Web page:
The leaves of F. exersperata contain a high proportion of calcium silicate (Watt and BreyerBrandwijk, 1962), an abrasive which may be capable of causing intestinal inflamation and associated health problems in both cattle and humans.


In common with many plants that produce tiny seeds, the germination of Ficus spp. is often poor and F. Iacor, an important fodder tree in Nepal at altitudes between 800 and 2000 m, has a germination rate of only 15% (Jackson, 1987). While this is adequate for natural regeneration, it presents problems for reafforestation activities. In such a programme in the central Himalayas of India, eight species of Ficus have been chosen for distribution to villagers as multi-purpose trees, by virtue of their resistance to drought and frost, high photosynthetic rates and efficiency of water usage. Fortunately, vegetative propagation is easy and both seedlings and stem cuttings are produced by the project for planting on small farms for use as shade, fodder, fuel wood and edible figs for jams and curries (Purohit, 1989).

Several techniques of vegetative propagation have been successfully utilized, particularly in the Indian sub-continent. In the middle hills region of Nepal, where F. nemoralis is highly palatable to grazing animals, stem cuttings of about 1 m length are planted within the canopy of Neolitsea umbrosa, a small bushy tree that is totally unattractive to livestock and therefore ignored by them. The fig is protected from browsing as it grows up through the crown of the nurse tree (Gold and Rusten, 1993). Although no data are presented, farmers claim that the fig grows more quickly when associated with N. umbrosa, a species which is used locally for fuel wood, tools and utensils, and whose fruit is reputed to have medicinal properties.

In Senegal and Madagascar, a number of Ficus spp. including F. thonningii have been successfully propagated using apicormic shoots. These are large shoots which grow vertically upward from lateral branches and which exhibit many of the growth characteristics of mature seedlings. When cut at an age of about three years, they have a basal diameter of some 15 cm and are then trimmed to a length of 2.5 m. After cutting, they are laid horizontally in the shade for one week and then stood vertically for a further three weeks to harden before being planted to a depth of about 50 cm. These large cuttings establish rapidly and require little protection from browsing. The technique is well suited to the planting of trees as living fence posts, or in existing pastures (Jolin and Torquebiau, 1992).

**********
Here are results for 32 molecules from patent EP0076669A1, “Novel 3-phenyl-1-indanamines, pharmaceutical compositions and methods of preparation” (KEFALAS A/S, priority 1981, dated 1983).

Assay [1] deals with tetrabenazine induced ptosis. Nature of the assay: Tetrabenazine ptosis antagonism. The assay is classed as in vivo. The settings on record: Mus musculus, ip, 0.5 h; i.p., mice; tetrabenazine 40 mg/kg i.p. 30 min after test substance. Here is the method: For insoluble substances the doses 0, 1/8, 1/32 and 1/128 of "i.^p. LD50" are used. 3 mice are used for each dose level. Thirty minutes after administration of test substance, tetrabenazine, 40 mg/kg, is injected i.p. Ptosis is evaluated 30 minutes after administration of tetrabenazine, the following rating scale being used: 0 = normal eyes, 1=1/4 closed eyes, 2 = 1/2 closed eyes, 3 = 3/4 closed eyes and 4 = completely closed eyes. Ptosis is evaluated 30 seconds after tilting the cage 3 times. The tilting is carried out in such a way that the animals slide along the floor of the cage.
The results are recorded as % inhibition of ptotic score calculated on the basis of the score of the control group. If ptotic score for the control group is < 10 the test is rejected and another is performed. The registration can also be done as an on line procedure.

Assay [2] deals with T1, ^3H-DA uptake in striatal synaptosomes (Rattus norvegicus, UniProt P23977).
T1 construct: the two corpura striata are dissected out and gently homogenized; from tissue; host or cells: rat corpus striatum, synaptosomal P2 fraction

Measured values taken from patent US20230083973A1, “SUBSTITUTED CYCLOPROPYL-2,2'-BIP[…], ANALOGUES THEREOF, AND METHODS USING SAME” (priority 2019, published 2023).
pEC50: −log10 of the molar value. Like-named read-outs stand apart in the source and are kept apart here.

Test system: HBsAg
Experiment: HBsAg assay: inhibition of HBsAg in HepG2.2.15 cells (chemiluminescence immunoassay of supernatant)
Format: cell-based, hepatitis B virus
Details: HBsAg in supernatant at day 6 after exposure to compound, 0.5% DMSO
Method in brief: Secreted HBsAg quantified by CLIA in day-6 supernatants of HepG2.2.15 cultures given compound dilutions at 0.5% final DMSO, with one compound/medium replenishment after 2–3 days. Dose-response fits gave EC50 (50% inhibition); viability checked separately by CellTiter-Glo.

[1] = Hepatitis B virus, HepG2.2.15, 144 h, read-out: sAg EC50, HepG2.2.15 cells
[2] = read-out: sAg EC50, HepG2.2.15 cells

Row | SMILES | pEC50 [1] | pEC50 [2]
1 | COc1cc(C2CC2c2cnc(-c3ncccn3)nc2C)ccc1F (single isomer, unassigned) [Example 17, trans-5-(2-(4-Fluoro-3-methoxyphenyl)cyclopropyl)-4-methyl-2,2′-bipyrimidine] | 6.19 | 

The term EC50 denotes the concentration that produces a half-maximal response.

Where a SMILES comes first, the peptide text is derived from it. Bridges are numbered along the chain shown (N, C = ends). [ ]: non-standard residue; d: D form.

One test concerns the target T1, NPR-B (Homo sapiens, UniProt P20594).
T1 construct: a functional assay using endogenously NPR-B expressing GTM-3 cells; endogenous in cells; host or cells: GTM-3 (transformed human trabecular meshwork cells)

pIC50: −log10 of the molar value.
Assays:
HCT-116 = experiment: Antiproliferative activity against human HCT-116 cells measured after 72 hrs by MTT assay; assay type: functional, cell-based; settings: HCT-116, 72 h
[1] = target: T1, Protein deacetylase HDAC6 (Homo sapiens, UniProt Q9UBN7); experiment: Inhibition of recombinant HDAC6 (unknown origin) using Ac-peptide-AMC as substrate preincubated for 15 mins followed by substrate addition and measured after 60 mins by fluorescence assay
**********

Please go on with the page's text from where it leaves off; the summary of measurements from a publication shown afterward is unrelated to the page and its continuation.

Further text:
An in vitro micropropagation technique was developed in Nepal for F. Iacor, permitting multiplication by a factor of 20-30 every 8-12 weeks over a period of at least two years (Amatya and Rajbhandary, 1991). Shoot tip explants from standing trees were treated with benzyl aminopurine, kinetin and casein hydrolysate to promote shoot proliferation. Microshoots were rooted in sand at high humidity under a polythene cover. When rooted plants 5-6 cm high were transferred to soil for hardening prior to planting out in the field, no losses were suffered. Micropropagation offers the potential for cheap, rapid multiplication of disease-free planting stock from elite, individually selected parent trees.